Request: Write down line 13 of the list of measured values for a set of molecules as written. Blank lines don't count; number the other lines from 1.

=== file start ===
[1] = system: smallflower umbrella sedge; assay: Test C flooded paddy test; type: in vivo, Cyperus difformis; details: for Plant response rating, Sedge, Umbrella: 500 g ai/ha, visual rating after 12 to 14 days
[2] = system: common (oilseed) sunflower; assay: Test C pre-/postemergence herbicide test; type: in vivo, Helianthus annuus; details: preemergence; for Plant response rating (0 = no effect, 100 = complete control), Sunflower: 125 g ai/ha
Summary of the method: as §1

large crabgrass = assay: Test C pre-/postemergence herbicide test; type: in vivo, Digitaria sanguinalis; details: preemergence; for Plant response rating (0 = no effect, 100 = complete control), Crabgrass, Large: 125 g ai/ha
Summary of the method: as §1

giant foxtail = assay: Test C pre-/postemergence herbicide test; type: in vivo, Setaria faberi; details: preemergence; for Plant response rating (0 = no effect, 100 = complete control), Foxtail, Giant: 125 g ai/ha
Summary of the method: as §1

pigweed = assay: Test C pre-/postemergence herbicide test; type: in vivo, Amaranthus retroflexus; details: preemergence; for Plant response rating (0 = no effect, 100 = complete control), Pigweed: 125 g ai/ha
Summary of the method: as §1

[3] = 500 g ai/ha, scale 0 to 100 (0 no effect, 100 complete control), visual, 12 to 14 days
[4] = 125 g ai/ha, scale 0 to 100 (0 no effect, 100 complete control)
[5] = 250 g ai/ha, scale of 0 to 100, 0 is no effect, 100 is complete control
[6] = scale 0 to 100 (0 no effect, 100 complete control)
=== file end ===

[6] = scale 0 to 100 (0 no effect, 100 complete control)